Home / Sports / Niki Lauda dies at 70 years old.

Niki Lauda dies at 70 years old.



The Austrian had been battling health problems since the middle of last year, including a lung transplant in August that required a two-month hospital stay.

He was then hospitalized again for a short period in early 2019 after contracting a flu infection. There have been reports from the Austrian press in recent days that he had been receiving kidney dialysis in Switzerland.

Unfortunately, now it has been confirmed that he has succumbed to his ill health, dying on Monday surrounded by relatives.

"With deep sadness, we announce that our beloved Niki passed away peacefully with his family on Monday," his family said in a statement issued to the Austrian media.

"His unique achievements as an athlete and entrepreneur are and will be unforgettable, his tireless enthusiasm for action, his simplicity and his courage remain."

"A role model and a point of reference for all of us, was a loving and affectionate husband, father and grandfather, far from the public, and we will miss him."

Lauda was a giant of the Formula 1 paddock for more than four decades. He debuted in 1971, won his first race in 1974 after joining Ferrari and then won a first title in 1975.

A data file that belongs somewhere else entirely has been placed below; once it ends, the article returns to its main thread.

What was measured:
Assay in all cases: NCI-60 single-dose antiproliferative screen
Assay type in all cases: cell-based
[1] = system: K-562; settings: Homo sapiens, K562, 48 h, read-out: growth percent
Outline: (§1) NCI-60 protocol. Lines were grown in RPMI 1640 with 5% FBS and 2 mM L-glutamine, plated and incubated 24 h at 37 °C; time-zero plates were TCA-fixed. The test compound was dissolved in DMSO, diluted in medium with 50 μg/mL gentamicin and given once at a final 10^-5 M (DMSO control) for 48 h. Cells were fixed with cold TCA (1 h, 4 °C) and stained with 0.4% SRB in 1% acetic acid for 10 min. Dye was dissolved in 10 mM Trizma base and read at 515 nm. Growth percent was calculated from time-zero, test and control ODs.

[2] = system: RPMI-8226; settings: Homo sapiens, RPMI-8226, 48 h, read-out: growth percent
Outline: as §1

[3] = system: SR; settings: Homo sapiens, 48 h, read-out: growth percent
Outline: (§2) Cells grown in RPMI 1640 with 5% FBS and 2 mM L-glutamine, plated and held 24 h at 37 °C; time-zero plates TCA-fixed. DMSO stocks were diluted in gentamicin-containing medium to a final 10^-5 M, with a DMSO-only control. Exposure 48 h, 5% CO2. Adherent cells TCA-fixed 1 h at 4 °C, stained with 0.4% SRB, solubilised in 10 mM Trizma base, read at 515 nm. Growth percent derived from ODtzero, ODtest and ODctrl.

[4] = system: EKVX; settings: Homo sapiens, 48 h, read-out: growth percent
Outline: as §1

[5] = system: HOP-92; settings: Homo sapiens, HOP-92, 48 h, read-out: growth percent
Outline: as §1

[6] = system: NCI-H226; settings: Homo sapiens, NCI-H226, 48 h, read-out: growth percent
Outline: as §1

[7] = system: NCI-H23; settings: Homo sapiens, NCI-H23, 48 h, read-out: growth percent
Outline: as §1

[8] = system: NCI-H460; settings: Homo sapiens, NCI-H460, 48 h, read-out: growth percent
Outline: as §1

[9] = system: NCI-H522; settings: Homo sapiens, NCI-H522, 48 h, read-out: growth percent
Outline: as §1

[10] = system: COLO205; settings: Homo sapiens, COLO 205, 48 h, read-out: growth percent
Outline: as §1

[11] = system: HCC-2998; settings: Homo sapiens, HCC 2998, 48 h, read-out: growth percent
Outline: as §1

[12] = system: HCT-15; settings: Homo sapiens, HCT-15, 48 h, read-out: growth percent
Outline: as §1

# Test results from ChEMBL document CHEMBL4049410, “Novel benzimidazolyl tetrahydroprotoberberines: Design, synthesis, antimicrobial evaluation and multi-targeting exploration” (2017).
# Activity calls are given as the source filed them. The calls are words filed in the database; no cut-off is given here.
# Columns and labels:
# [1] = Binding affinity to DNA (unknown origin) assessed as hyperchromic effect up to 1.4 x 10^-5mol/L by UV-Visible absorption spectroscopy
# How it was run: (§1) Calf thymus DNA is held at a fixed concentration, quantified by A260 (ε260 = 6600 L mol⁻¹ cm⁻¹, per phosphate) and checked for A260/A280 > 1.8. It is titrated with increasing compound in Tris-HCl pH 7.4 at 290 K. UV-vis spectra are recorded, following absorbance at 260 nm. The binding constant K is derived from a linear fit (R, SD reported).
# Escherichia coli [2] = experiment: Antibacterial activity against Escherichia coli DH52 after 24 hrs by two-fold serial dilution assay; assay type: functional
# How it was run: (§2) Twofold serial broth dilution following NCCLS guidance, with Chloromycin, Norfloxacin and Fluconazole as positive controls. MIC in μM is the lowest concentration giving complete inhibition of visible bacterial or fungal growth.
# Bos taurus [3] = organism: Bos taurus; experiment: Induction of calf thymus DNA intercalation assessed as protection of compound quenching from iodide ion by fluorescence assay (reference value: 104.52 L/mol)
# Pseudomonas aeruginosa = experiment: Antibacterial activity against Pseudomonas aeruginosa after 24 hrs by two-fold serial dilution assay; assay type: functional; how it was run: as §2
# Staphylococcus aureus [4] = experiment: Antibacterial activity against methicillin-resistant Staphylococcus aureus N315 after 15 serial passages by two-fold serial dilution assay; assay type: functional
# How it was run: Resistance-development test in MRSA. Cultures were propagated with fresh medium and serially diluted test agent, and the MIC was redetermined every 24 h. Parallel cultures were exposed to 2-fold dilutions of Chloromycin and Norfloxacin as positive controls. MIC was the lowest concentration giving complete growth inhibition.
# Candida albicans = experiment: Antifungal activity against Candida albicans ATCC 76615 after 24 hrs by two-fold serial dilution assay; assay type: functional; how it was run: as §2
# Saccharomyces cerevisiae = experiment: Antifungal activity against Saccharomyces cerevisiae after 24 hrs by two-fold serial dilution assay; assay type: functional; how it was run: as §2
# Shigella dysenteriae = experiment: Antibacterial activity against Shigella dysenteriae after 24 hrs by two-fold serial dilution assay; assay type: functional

The following season was lucky to survive a fierce crash at the Nürburgring, which left him very burned. Note that only two races were lost, making one of the most remarkable comebacks in the history of the sport, and only missed the championship by a single point against James Hunt of McLaren.

The second title for Ferrari came in 1977, before Lauda moved to Brabham for the 1978 season. His season there lasted less than two seasons, Lauda retired from Formula 1 halfway through the practice for the Canadian Grand Prix of 1979.

Then he focused on his incipient air charter business in Austria until 1982, when he made his return to Formula 1 with McLaren. That relationship produced a third World Championship two seasons later, when he beat teammate Alain Prost by only half a point.

After his second retirement in 1985, in the 1990s, Ferrari assumed the position of consulting manager, followed by the work of team manager at Jaguar, which he accepted in 2001, but which lasted only until 2002.

In 2012, he became the non-executive president of the Mercedes F1 team, and was a key figure in the squad winning multiple titles until his illness last year.


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